Image of mall cannabis stores Tokyo Smoke and Fika.

A look at Tokyo Smoke's cannabis store in the Devonshire Mall in Windsor, Ontario, and renderings of upcoming Fika mall stores.

Major free-standing shopping malls in Ontario, Canada, are throwing open their doors to cannabis stores, signaling the evolution of marijuana retail in the nation beyond more typical street-facing and strip-mall locations.

The impending growth in cannabis store mall openings in Canada’s biggest provincial cannabis market could bring opportunities for those retailers to:

  • Reach untapped customer demographics and build brand awareness.
  • Take advantage of high customer foot traffic.
  • Make regular customers out of mall employees.

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However, those advantages come with new challenges, including higher lease costs versus other retail real estate and, potentially, different expectations from mall shoppers.

At least two cannabis retail brands, Canopy Growth’s Tokyo Smoke banner and privately held Fika, are opening in Ontario malls operated by major commercial landlord Cadillac Fairview and others.

Canada’s maturing cannabis sector is experiencing “a lot more openness from landlords,” said Lacey Norton, Canopy’s Growth’s head of retail.

“From my perspective, it’s quite a big win, because in the early days, pre-legalization, when many retailers were looking to find real estate, getting into Main (and) Main premium locations as a retailer was proving to be quite challenging.”

Why cannabis stores want malls

Major cultivator Aurora Cannabis was an early leader in Canadian mall cannabis sales with its flagship retail store in the enormous West Edmonton Mall, in Edmonton, Alberta, which opened in late November 2019.

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The 11,000-square-foot location is actually two attached stores, a licensed cannabis outlet and an experiential space that Aurora’s vice president of commercial strategy, Zamina Walji, said is “meant to really mimic a museum gift shop, if you will – so, a cannabis gift shop.”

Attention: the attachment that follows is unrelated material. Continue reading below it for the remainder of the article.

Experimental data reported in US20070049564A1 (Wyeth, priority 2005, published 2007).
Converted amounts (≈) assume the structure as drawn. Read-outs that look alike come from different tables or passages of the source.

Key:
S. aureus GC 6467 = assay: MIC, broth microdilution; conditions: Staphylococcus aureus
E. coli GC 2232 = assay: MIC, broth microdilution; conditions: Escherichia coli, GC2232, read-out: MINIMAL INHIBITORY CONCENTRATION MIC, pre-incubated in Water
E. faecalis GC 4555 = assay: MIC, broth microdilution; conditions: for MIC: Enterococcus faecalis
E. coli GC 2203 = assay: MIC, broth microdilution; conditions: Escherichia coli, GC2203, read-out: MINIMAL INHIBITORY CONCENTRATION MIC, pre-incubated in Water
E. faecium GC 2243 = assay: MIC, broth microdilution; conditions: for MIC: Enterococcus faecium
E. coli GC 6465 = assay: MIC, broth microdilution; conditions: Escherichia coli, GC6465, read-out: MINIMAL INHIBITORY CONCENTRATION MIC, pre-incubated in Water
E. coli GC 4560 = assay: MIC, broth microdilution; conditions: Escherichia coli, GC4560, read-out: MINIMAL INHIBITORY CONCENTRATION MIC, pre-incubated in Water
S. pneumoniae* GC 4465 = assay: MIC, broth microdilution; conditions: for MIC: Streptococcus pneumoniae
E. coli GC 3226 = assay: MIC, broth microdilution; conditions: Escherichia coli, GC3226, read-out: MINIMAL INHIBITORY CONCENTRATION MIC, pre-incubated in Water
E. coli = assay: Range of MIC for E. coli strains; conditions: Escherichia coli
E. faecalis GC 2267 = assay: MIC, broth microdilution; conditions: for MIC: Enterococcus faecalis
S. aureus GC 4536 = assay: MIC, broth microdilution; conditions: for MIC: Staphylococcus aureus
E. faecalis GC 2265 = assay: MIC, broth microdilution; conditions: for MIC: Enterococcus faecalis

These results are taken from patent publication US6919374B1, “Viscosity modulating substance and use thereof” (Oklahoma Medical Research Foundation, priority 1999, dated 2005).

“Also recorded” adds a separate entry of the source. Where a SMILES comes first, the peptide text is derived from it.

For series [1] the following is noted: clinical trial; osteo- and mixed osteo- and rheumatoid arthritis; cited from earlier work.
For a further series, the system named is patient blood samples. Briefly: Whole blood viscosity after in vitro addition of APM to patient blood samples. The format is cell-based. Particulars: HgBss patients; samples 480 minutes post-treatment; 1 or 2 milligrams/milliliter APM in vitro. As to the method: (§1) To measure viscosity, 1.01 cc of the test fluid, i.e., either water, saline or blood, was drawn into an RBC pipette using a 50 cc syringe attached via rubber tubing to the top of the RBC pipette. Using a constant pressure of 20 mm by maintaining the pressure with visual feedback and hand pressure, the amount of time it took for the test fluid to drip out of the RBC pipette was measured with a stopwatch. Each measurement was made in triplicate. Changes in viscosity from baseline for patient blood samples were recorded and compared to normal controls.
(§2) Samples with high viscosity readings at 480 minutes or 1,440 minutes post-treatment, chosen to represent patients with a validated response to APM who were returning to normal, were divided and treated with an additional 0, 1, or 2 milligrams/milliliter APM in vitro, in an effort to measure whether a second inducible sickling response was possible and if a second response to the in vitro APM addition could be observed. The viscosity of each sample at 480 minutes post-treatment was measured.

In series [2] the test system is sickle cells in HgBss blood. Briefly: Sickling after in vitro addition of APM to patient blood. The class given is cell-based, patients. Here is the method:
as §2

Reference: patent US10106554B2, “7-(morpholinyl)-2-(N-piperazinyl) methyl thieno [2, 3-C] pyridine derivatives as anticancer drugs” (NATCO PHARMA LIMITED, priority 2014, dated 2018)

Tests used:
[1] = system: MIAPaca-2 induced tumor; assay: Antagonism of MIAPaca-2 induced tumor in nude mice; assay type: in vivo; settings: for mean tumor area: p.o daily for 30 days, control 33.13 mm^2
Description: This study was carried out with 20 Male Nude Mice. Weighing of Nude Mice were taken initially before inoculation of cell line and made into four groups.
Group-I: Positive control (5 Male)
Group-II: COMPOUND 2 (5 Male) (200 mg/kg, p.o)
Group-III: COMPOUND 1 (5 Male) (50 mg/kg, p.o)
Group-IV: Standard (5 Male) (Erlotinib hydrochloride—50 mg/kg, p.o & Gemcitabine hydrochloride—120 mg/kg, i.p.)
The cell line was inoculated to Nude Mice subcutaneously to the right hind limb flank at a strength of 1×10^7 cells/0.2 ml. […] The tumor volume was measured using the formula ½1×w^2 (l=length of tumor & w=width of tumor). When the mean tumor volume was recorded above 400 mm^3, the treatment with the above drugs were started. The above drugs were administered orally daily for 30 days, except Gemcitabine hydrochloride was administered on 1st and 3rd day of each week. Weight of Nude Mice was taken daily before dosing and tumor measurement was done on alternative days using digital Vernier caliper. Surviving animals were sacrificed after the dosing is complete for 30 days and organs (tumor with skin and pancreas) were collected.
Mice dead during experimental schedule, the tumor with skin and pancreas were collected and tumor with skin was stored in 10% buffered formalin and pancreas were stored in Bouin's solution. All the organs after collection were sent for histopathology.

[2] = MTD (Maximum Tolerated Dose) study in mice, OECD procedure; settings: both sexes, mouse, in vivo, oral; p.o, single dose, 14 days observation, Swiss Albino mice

The store, Aurora’s only retail location, is managed by Canadian cannabis retailer High Tide, which holds an investment stake in the Edmonton-based company.

Walji said the West Edmonton Mall store benefits from serving “every kind of demographic.”

“The mall has a lot of activities in place already to drive traffic,” Walji said. “So we get to piggyback off of those traffic-driving activities, as well as mall promotions.”

Walji said the store also benefits from a captive audience of mall workers who are particularly loyal customers.

Until now, Walji added, having a mall store has “been a differentiator for the (Aurora) brand.”

By the end of this year, Canopy’s Tokyo Smoke retail brand is slated to open mall stores in four Cadillac Fairview malls: the Eaton Centre, Fairview Mall and Sherway Gardens in Toronto as well as the Rideau Centre in Ottawa.

Canopy’s Norton said the mall real estate was secured by the Katz Group, one of Canopy’s Ontario retail partners, which operates Tokyo Smoke stores in the province.

A Tokyo Smoke has already opened in the Devonshire Mall in Windsor, Ontario, which is not a Cadillac Fairview property.

Ontario cannabis retailer Fika also is working to open locations this year and next in several Cadillac Fairview malls.

Several of the venues will be located in the same malls as Tokyo Smoke stores: In Toronto, at the Eaton Centre, Fairview Mall and Sherway Gardens, as well as the Rideau Centre in Ottawa.

In Kitchener, Fika will open in Fairview Park mall.

Fika is also opening a store in Toronto’s Dufferin Mall, which is owned by retail landlord Primaris, a division of H&R REIT.